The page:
I admit I am partial to John Stuart Mill. I believe everyone should pursue their own good unless it interfere with someone else's. I suppose in essence hardly a soul would have an issue with this judgement and it is more in the adjudication of this intersection of liberties wherein minds would differ. Reproductive rights are not insular, they too, are part of an interplay of rights that we must adjudicate. In my view, the courts have failed to properly account for women's reproductive rights. While Roe v Wade is culturally viewed as the seminal decision providing a fundamental right to an abortion, even this case focused on the right of privacy and the due process clause of the Fourteenth Amendment and was not decided on an equal protections clause. Unfortunately, even the greatest impact of Roe v Wade was quickly combatted by the Hyde Amendment to Medicaid appropriations which denied any coverage for abortion, even though all other medical care for a pregnancy was fully covered. In effect, paraphrasing Brennan J's dissent in Harris v McRae, in which the constitutionality of this provision was litigated and unfortunately upheld, the government was trying to achieve by its dispersion of largesse what it could not do with regulations for by denying payment for abortions for indigent women as opposed to full payment for prenatal care, the government was interfering with their constitutionally protected choice. As an example, Brennan J compared this to the government providing free transport to Democrats on election day, but not Republicans. As the amendment denied Medicaid services and as only the indigent are eligible for Medicaid, it was a fallacy for the majority to be able to state that the government was not unduly interfering with a woman's decision since it was patently obvious that the women in question could not afford themselves to pay for an abortion. Worse, by establishing a system in which the right to an abortion was viewed in a primarily negative fashion, the effect of the decision to was to establish a two-tiered system in which rich women could exercise their constitutionally protected rights, but poor women could not. How is this, as Marshall J opined, not a denial of the equal protections clause?  This amendment continues in effect today, denying indigent women, who may wish to have an abortion for health reasons (not an accepted exception unlike life, incest or rape) or because they could not afford a child or another child, an abortion. What is worse, many states have family welfare caps, which further deny benefits for the newborn which the state imposed on the mother to have. If there were ever an argument that the restriction of abortion is used to perpetuate poverty and provide cheap labour, it can be founded in this double denial of these benefits.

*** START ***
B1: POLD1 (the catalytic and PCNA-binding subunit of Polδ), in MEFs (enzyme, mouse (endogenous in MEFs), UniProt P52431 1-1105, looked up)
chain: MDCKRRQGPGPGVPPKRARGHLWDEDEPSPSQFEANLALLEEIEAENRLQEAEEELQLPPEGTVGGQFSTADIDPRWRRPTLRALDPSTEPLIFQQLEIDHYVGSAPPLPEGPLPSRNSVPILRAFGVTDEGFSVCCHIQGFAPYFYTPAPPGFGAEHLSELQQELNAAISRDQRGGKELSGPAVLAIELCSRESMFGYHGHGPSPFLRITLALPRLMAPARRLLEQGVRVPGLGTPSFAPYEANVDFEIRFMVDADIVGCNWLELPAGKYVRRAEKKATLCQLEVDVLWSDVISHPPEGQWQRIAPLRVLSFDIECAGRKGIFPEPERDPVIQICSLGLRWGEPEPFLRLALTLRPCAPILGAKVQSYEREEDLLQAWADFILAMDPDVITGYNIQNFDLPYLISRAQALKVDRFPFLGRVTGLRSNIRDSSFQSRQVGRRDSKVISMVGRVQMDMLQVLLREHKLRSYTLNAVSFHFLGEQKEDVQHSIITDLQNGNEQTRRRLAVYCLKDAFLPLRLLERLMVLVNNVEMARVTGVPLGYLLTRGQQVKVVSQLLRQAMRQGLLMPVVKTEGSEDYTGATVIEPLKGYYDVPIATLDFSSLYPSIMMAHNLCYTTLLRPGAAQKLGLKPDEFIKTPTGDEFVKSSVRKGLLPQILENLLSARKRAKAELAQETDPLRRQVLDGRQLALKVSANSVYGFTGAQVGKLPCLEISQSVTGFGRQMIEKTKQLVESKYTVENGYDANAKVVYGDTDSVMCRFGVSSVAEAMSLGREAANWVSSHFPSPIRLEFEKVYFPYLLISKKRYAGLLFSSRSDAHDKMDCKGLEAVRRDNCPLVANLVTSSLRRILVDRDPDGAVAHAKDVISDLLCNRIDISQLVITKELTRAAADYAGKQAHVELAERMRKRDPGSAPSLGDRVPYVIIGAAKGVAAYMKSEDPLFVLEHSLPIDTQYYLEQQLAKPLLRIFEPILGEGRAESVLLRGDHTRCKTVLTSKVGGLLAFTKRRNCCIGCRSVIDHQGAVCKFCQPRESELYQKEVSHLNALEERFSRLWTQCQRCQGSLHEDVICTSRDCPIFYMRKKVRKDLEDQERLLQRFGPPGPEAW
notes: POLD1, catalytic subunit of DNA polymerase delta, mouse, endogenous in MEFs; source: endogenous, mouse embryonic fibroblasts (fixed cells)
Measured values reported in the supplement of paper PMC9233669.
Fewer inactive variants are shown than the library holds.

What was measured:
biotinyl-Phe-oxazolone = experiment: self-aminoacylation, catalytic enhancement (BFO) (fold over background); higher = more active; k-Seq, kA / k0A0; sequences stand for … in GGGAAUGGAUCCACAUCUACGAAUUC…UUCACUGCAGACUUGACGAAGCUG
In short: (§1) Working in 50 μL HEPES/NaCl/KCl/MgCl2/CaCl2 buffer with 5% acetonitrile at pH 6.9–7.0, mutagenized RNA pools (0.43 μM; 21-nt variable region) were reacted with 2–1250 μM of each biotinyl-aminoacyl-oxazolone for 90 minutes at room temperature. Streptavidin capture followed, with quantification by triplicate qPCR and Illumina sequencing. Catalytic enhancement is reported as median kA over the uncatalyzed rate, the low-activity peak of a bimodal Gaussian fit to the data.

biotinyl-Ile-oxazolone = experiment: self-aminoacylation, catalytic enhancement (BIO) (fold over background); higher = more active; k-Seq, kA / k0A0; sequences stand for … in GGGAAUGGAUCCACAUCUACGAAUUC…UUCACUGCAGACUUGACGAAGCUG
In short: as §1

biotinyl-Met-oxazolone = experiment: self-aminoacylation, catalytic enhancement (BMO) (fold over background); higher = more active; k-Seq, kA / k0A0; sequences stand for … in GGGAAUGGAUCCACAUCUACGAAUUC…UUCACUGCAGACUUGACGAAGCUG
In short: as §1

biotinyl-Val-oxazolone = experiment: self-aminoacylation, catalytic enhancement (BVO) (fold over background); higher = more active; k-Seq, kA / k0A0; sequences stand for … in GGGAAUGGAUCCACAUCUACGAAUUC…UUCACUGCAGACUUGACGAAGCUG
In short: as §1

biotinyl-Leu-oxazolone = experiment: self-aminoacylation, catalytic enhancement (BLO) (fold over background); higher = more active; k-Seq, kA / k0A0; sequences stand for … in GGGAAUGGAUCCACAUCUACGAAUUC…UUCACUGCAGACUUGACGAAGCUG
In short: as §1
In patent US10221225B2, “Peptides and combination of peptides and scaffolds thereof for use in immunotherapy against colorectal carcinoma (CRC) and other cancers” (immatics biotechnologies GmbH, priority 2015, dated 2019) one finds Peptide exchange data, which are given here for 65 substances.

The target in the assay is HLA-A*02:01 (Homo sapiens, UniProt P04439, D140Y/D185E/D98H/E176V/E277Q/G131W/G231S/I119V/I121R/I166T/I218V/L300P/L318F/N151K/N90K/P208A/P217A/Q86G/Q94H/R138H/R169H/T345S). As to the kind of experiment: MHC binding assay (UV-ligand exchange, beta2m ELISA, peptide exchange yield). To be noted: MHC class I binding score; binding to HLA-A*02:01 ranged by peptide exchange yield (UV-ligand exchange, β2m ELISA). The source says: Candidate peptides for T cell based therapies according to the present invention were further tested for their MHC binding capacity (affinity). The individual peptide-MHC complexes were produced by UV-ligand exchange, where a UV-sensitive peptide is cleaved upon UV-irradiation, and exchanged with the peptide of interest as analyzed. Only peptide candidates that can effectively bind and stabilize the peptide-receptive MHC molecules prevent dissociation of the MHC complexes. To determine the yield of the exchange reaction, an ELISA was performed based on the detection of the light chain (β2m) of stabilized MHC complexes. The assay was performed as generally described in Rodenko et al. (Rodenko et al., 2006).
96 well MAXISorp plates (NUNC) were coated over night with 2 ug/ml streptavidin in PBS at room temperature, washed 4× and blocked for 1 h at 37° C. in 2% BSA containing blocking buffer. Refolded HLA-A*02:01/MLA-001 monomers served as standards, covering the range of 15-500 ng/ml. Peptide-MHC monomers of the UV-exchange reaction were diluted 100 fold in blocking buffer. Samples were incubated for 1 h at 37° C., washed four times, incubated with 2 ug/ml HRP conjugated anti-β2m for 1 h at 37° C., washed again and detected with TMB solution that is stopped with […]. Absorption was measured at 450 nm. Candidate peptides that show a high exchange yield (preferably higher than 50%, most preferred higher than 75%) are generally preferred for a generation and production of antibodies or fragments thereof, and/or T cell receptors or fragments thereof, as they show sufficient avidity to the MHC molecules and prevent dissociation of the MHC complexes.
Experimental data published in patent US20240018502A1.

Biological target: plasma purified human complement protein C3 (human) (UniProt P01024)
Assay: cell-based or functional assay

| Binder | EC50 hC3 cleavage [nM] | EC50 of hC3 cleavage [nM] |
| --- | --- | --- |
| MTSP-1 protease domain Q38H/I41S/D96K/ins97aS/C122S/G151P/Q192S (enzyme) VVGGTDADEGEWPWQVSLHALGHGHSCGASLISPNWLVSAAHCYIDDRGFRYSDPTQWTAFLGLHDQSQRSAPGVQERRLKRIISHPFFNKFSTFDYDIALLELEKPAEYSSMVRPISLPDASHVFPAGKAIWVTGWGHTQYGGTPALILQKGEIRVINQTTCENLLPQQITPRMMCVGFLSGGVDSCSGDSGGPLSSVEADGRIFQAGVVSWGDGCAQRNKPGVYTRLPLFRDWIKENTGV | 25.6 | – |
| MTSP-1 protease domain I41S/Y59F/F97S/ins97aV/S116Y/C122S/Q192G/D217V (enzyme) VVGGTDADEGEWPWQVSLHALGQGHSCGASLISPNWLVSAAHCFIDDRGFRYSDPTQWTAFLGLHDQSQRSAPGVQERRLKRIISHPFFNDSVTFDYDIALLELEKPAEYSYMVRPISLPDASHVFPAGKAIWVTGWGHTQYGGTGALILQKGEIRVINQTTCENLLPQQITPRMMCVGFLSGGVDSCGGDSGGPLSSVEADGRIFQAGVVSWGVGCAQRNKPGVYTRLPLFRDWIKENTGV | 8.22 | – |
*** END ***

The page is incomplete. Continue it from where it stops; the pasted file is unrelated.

Women of higher means are no longer immune, either. Personhood is an entity that is lobbying intensely to impose personhood to embryos from conception, trying twice in Colorado, for instance, to impose such a law. Not only would this deny abortion in all instances but it would impose increased surveillance upon all pregnant women - are they taking enough prenatal vitamins, did they exercise too rigorously or have one too many coffees? Can they be penalized if anything should happen to their foetuses while in their care? If they fell down the stairs, would this be investigated to see if it were intentional or reckless? While no personhood amendment has passed, many states have enacted TRAPS or targeted regulation of abortion providers to severely restrict women's ability to have abortions.